P. A. Laudato, G. Kulik, C. Schizas

October 2015, Volume 24, Issue 10, pp 2264 - 2268 Original Article Read Full Article 10.1007/s00586-015-4021-z

First Online: 19 May 2015


We aimed to study the relationship between two morphological parameters recently described on MRI images in relation to lumbar spinal stenosis (LSS): the first is the sedimentation sign (SedS) and the second is the morphological grading of lumbar stenosis.

Materials and methods

MRIs from a total of 137 patients were studied. From those, 110 were issued from a prospective database of symptomatic LSS patients, of whom 73 were treated surgically and 37 conservatively based on symptom severity. A third group consisting of 27 subjects complaining of low back pain (LBP) served as control. Severity of stenosis was judged at disc level using the four A to D grade morphological classification. The presence of a SedS was judged at pedicle level, above or below the site of maximal stenosis.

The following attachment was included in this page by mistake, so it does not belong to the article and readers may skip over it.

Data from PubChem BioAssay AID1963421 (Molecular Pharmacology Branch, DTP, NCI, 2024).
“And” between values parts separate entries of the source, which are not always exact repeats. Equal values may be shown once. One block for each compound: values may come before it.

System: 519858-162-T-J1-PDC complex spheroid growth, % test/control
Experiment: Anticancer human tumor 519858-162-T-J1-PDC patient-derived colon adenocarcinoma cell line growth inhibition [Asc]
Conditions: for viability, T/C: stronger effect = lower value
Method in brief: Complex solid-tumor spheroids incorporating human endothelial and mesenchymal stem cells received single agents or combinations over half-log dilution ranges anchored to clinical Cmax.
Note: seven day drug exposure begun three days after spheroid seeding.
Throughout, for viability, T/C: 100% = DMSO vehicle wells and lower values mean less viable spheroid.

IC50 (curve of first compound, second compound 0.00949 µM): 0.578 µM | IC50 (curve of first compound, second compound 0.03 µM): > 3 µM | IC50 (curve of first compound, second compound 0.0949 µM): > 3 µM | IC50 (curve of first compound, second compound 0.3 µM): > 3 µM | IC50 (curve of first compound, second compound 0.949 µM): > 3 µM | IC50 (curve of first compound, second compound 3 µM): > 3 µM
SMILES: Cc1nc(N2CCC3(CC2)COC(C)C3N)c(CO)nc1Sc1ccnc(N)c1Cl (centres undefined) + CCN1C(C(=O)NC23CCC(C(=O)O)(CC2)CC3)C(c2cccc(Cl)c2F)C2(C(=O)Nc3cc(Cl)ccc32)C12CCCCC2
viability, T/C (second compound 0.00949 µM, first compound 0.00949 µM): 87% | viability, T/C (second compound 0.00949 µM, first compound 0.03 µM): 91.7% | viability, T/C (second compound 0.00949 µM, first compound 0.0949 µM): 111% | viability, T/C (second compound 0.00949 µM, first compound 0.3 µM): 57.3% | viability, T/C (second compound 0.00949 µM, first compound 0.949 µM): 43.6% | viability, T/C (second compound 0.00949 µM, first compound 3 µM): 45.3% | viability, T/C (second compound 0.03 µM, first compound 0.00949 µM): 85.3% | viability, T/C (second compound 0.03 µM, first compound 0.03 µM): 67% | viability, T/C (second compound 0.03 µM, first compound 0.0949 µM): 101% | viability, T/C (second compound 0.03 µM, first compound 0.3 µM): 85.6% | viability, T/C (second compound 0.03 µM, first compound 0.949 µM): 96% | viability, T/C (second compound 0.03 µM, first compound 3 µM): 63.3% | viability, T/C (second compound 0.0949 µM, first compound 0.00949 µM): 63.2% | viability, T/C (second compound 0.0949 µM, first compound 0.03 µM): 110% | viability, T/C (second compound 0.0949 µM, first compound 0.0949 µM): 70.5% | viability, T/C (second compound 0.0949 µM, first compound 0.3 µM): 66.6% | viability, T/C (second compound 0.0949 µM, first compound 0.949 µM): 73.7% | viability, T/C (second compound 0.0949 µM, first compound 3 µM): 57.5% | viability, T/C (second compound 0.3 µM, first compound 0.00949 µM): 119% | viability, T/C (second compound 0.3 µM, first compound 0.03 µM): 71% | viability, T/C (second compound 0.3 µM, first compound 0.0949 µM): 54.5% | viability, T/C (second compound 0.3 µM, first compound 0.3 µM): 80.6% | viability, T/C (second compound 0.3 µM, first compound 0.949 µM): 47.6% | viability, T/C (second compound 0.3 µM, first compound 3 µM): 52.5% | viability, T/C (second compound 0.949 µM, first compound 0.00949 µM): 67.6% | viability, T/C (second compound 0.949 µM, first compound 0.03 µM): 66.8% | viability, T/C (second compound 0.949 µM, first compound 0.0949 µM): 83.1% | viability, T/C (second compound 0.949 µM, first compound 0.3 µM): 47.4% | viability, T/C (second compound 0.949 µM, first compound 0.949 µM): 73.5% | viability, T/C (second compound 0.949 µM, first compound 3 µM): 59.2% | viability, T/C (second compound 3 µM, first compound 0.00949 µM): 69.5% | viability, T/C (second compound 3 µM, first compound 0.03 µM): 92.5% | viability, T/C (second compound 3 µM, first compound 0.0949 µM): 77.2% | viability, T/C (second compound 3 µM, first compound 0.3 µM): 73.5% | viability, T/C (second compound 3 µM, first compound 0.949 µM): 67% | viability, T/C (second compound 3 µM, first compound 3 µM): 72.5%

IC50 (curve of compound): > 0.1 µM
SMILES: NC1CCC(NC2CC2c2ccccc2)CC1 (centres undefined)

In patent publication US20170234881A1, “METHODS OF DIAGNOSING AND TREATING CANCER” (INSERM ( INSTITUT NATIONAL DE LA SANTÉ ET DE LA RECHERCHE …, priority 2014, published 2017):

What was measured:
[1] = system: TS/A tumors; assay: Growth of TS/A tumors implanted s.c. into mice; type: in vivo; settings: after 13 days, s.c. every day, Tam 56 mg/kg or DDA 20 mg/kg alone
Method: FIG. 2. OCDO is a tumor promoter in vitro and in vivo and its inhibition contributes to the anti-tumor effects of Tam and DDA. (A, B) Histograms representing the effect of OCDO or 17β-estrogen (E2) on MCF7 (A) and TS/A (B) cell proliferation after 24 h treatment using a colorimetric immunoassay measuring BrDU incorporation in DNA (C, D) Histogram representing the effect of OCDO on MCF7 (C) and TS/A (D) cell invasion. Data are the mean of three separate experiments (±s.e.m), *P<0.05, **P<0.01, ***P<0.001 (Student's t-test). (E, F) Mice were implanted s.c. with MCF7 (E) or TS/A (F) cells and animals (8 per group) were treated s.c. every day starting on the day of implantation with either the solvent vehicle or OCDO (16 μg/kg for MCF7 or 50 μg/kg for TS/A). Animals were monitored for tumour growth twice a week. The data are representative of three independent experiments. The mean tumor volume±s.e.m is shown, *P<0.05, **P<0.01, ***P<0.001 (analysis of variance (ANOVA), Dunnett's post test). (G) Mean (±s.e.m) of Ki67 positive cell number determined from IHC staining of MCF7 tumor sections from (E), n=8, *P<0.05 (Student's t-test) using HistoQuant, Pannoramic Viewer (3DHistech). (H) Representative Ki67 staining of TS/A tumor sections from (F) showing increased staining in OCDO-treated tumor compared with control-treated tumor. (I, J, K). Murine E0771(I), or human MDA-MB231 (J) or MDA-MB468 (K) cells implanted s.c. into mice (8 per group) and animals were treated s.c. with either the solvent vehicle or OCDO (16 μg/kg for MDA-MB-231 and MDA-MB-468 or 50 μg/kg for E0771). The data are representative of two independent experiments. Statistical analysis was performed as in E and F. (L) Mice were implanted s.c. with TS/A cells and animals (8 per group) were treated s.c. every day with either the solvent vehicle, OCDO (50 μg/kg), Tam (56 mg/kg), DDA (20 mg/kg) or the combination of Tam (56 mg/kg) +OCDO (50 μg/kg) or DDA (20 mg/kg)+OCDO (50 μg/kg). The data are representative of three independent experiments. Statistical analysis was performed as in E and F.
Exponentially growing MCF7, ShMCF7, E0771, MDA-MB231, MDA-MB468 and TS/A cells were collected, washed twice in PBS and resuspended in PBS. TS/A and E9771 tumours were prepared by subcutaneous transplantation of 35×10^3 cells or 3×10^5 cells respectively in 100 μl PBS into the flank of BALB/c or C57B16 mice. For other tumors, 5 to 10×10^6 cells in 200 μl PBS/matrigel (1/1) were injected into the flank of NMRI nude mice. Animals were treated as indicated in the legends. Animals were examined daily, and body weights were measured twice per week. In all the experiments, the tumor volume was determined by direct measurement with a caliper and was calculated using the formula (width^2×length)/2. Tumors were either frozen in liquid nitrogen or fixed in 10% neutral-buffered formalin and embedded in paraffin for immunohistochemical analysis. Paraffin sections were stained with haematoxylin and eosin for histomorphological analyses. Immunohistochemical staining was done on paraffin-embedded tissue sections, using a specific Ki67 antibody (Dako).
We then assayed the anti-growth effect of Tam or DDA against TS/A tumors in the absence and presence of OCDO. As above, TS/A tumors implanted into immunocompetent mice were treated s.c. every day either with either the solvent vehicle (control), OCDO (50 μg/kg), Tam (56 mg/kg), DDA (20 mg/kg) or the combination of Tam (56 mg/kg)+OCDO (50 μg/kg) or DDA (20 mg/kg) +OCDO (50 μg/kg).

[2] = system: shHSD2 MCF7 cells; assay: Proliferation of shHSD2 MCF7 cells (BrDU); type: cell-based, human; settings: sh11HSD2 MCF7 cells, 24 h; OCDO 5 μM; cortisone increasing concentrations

A positive SedS was observed in 58, 69 and 76 % of patients demonstrating B, C and D morphology, respectively, but in none with grade A morphology. The SedS was positive in 67 and 35 % of the surgically and conservatively treated patients, respectively, and in 8 % of the LBP group. C and D morphological grades were present in 97 and 35 % of patients in the surgically and conservatively treated group, respectively, and in 18 % of the LBP group. Presence of a positive SedS carried an increased risk of being submitted to surgery in the symptomatic LSS group (OR 3.5). This risk was even higher in the LSS patients demonstrating grade C or D morphology (OR 65).

Discussion and conclusion

One-third of surgically treated LSS patients do not present a SedS. This sign appears to be a lesser predictor of treatment modality in our setting of symptomatic LSS patients compared to the severity of stenosis judged by the morphological grade.

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